In Luke, the hidden light is mentioned right after the Parable of the Sower, having to do with how hearing truth penetrates a heart and the things that might prevent that. In Matthew's account, the hidden light is mentioned just after the Beatitudes, which showcases sincere believers' behaviors and obedience. If we combine the two accounts, it is evident that hearing and obeying are represented in both.
Jesus connects this idea of light and reveals the motives of a heart, as it relates to both hearing and obeying, in a conversation with Nicodemus.
. . . this is the condemnation, that the light has come into the world, and men loved darkness rather than light, because their deeds were evil. For everyone practicing evil hates the light and does not come to the light, lest his deeds should be exposed. But he who does the truth comes to the light, that his deeds may be clearly seen, that they have been done in God.
— John 3:19-20
Paul instructs and warns Timothy to resist the temptation to preach a people-pleasing message that will not shed any light on the problem nor challenge them to do anything but hear something interesting or new. Hearing without obedience is not hearing at all.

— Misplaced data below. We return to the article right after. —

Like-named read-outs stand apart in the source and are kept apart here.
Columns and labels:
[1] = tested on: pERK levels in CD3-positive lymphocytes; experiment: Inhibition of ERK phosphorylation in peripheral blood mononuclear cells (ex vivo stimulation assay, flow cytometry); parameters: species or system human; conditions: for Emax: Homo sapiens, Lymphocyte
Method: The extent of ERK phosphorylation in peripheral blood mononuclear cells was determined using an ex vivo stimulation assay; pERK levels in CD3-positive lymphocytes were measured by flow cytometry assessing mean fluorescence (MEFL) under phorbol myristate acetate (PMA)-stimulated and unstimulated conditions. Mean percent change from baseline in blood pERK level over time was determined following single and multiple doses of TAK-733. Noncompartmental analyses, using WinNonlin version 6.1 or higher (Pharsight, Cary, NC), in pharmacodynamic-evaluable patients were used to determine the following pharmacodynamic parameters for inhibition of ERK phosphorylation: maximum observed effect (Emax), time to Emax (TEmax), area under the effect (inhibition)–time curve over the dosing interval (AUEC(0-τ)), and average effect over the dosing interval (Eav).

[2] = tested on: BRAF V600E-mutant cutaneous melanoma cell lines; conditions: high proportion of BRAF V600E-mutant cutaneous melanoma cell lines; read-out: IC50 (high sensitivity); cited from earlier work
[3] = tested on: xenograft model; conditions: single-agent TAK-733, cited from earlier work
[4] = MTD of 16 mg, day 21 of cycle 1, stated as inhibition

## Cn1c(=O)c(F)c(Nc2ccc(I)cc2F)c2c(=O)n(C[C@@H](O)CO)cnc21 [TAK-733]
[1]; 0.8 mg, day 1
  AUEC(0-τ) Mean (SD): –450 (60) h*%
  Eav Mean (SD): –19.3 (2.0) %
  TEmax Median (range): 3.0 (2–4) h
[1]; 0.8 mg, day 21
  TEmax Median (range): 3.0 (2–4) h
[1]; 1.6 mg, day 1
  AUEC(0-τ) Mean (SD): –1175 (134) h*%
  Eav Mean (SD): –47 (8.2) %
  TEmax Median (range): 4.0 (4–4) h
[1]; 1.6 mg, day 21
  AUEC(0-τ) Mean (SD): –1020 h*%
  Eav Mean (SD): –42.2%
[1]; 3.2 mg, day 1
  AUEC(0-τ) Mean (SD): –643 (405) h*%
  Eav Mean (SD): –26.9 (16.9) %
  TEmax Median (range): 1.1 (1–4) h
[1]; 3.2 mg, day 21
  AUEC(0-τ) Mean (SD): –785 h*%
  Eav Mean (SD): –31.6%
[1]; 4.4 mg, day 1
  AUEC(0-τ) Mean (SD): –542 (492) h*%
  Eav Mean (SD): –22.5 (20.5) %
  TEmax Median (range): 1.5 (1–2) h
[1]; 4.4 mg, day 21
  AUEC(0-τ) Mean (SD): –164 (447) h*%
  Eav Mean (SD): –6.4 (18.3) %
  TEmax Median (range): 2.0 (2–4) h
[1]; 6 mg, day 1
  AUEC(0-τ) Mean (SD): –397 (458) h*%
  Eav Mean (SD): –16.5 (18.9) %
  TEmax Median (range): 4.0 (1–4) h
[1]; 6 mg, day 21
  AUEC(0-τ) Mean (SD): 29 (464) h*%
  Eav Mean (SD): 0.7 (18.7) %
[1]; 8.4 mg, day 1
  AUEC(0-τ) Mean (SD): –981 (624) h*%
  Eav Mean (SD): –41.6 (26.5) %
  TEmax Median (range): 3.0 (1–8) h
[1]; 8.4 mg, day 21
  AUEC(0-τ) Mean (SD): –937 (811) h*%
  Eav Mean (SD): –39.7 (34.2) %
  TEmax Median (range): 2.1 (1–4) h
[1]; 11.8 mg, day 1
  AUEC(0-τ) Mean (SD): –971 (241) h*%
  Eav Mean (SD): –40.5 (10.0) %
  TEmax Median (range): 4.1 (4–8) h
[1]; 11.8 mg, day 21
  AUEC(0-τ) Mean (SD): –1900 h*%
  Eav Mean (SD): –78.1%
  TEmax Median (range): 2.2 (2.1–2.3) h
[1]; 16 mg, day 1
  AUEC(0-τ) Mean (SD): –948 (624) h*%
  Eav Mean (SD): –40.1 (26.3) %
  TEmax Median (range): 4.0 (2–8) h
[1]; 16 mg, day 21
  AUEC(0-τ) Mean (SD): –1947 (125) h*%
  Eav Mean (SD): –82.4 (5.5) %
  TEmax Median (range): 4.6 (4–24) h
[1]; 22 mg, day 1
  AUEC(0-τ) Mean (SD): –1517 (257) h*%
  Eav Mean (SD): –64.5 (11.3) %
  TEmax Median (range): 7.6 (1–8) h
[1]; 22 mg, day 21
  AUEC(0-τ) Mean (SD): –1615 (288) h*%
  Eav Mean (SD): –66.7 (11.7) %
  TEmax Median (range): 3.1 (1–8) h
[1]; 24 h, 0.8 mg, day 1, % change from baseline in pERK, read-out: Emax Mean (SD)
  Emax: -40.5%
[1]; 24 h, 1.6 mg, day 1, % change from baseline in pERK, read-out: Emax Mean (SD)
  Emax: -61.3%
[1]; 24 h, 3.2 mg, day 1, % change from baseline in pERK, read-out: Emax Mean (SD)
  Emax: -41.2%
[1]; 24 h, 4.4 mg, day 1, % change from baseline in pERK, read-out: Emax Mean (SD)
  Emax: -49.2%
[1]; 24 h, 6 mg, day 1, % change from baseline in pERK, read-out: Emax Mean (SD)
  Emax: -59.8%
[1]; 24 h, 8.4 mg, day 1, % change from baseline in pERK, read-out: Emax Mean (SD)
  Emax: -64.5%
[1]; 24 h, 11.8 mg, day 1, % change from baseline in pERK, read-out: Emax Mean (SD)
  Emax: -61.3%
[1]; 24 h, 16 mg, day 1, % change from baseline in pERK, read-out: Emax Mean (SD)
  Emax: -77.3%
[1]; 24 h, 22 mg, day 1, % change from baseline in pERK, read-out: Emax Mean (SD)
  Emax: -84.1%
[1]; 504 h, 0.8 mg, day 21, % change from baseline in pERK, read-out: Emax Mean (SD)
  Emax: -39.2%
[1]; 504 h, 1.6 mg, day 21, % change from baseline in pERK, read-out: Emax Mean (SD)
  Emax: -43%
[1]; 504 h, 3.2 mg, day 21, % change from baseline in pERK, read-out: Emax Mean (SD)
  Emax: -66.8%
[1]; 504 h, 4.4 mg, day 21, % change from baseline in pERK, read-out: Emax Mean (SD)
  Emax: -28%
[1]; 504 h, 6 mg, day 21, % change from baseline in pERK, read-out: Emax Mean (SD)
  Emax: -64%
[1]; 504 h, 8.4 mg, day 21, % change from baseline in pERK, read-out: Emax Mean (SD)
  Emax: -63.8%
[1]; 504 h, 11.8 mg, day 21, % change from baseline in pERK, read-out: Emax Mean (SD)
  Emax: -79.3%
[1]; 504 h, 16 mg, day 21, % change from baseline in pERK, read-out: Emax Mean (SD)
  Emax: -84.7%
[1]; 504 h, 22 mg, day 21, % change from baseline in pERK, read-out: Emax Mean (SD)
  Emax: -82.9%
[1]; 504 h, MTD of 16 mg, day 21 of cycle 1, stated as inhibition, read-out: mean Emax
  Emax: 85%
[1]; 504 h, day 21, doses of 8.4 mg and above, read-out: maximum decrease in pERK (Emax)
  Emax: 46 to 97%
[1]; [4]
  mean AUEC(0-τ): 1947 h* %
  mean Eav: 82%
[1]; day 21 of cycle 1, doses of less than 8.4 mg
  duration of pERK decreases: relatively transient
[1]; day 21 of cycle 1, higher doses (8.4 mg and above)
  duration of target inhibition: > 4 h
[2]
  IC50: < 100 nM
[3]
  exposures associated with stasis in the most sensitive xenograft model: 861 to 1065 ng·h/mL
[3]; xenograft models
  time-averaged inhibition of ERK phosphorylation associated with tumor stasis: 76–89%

Preach the word! Be ready in season and out of season. Convince, rebuke, exhort, with all long suffering and teaching. For the time will come when they will not endure sound doctrine, but according to their own desires, because they have itching ears, they will heap up for themselves teachers; and they will turn their ears away from the truth, and be turned aside to fables.
— II Timothy 4:2-4
Paul also writes similarly to the Ephesians.
have no fellowship with the unfruitful works of darkness, but rather expose them. For it is shameful even to speak of those things which are done by them in secret. But all things that are exposed are made manifest by the light, for whatever makes manifest is light. Therefore He says:
“Awake, you who sleep,
Arise from the dead,
And Christ will give you light.”
See then that you walk circumspectly, not as fools but as wise, redeeming the time, because the days are evil.